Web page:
A man who had previously been exonerated of a 2012 double murder pled guilty in Philadelphia court last month to aggravated assault and illegal possession of a firearm stemming from an incident in the early spring of 2021 in which he shot a victim twice in the leg.
James Frazier, 30, pled guilty on Oct. 17 to those two first-degree felony charges, while several other charges were dropped, apparently as part of the plea deal. Philadelphia Court of Common Pleas Judge Diana L. Anhalt sentenced him to a maximum of 23 months of confinement in the county jail. He would have to serve half of the sentence to be parole eligible.
In 2013, Frazier was convicted for the 2012 double murders of Rodney Ramseur and Latia Jones at Ramseur’s home on West Sparks Street in Philadelphia.
Then in 2019, the Conviction Integrity Unit of Philadelphia District Attorney Larry Krasner’s office successfully exonerated him, in large part because the police detective who secured Frazier’s confession was Philip Nordo.
Nordo’s reputation and character later were reduced to ashes, as he was convicted earlier this year of using his badge to exploit witnesses and informants, often sexually.
In the most recent incident, Frazier was accused of shooting a man twice in the leg, possibly as part of a drug deal gone wrong, according to the initial police narrative. Frazier’s own mother, as well as facial identification software, identified him using surveillance video from the convenience store where most of the incident occurred.
Broad + Liberty previously reported on Frazier’s arrest in 2021. His conviction and sentencing come as another high-profile exoneration of Krasner’s is under fresh scrutiny.
Jahmir Harris, 32, was a free man just weeks ago because of an exoneration, but is now in police custody and is expected to be charged for the September murder of Charles “Chali Khan” Gossett.
Harris was previously serving a life sentence after being convicted in the 2012 murder of a man in a Walgreens parking lot at Oregon Avenue near 23rd Street.
Krasner’s Conviction Integrity Unit was able to get Harris released in March 2021, but only after Judge Rose Marie DeFino-Nastasi put numerous problems she had with the whole affair on the record.
“Instead, [Judge DeFino-Nastasi] admonished Patricia Cummings, chief of the District Attorney’s Conviction Integrity Unit, for her handling of the case, calling her theory pointing to an alternate suspect ‘unsubstantiated’ and her filings ‘utterly inappropriate’ and designed to ‘harass and influence the court.’” according to a report from the Inquirer.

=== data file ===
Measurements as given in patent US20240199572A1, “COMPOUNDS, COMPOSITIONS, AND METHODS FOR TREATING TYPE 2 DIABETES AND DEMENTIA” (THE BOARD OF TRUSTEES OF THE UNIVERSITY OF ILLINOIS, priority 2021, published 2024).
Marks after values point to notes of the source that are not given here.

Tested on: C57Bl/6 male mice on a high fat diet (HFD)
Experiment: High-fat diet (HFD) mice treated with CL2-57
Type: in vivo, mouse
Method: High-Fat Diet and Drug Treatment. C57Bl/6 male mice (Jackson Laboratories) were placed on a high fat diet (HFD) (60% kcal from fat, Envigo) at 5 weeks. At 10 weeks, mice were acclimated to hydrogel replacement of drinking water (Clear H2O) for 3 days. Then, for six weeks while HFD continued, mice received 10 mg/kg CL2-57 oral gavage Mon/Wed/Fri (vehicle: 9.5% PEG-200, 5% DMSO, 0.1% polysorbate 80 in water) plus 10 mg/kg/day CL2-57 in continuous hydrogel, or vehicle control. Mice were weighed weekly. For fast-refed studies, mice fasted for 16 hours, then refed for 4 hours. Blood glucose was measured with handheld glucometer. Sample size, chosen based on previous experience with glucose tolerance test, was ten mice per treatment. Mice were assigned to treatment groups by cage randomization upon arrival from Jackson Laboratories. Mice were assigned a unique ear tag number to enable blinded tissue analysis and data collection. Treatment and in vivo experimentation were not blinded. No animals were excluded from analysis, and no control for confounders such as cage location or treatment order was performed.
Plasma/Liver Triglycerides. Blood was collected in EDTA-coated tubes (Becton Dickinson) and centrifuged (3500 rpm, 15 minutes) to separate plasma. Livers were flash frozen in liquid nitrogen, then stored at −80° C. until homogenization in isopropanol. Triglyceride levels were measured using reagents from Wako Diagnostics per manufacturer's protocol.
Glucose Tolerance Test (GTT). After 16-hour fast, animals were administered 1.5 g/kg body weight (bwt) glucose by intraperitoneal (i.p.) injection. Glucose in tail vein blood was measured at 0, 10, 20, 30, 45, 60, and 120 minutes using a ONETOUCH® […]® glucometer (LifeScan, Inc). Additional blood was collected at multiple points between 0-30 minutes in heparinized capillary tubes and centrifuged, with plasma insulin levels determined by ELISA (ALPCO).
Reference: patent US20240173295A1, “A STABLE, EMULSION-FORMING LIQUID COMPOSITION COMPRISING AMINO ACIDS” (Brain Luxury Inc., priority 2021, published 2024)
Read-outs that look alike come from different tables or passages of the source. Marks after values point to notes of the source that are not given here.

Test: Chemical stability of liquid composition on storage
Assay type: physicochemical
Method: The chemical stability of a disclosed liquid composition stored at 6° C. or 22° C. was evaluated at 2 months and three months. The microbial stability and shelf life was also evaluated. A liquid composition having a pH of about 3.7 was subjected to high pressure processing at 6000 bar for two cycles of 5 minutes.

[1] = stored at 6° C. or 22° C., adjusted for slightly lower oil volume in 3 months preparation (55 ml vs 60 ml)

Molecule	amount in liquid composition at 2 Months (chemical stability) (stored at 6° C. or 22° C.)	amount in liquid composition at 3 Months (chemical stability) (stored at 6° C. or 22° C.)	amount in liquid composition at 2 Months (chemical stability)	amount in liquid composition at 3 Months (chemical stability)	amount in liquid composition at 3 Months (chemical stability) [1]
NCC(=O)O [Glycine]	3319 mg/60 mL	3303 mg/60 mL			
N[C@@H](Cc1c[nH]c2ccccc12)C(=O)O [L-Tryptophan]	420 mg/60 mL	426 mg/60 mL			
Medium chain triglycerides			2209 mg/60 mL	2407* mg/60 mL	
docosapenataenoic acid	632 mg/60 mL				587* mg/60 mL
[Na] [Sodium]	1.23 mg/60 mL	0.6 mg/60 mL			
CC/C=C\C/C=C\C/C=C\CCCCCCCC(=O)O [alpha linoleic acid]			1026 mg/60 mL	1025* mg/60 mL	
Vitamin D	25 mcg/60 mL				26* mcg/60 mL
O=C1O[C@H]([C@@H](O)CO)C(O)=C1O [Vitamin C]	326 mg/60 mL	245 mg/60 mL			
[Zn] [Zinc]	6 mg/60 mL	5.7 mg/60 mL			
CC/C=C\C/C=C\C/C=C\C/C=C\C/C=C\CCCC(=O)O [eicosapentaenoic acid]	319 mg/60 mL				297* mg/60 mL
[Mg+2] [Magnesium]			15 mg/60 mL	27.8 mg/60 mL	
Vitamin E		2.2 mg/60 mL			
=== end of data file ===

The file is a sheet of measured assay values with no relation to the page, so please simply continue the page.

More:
Krasner has touted the Conviction Integrity Unit as one of his top accomplishments since taking office in early 2020.
For example, a newsletter from the district attorney’s office in 2021 highlights the number of exonerations under Krasner’s work, and quotes a criminal justice academic who praised the efforts.
“This report [on the Conviction Integrity Unit] shows that the Philadelphia DA’s Office is now [sic] gold standard for what a conviction integrity unit should be. By putting an experienced defense attorney at the helm and giving her the independence to report to him directly, Larry Krasner has created an institutional model that allows his CIU to operate without the conflicts of interest and mission that have plagued other CIUs that have relied on prosecutors to police themselves,” said Professor Rachel Barkow, Director of the Center on the Administration of Criminal Law at NYU School of Law. “The results are powerful. The Philadelphia CIU is not just righting wrongful convictions, but also correcting unjust sentences and doing the kind of systemic reviews of misconduct to prevent these injustices from happening in the future. I hope every DA in the country takes note and learns from this.”
Todd Shepherd is Broad + Liberty’s chief investigative reporter. Send him tips at email@example.com, or use his encrypted email at firstname.lastname@example.org. @shepherdreports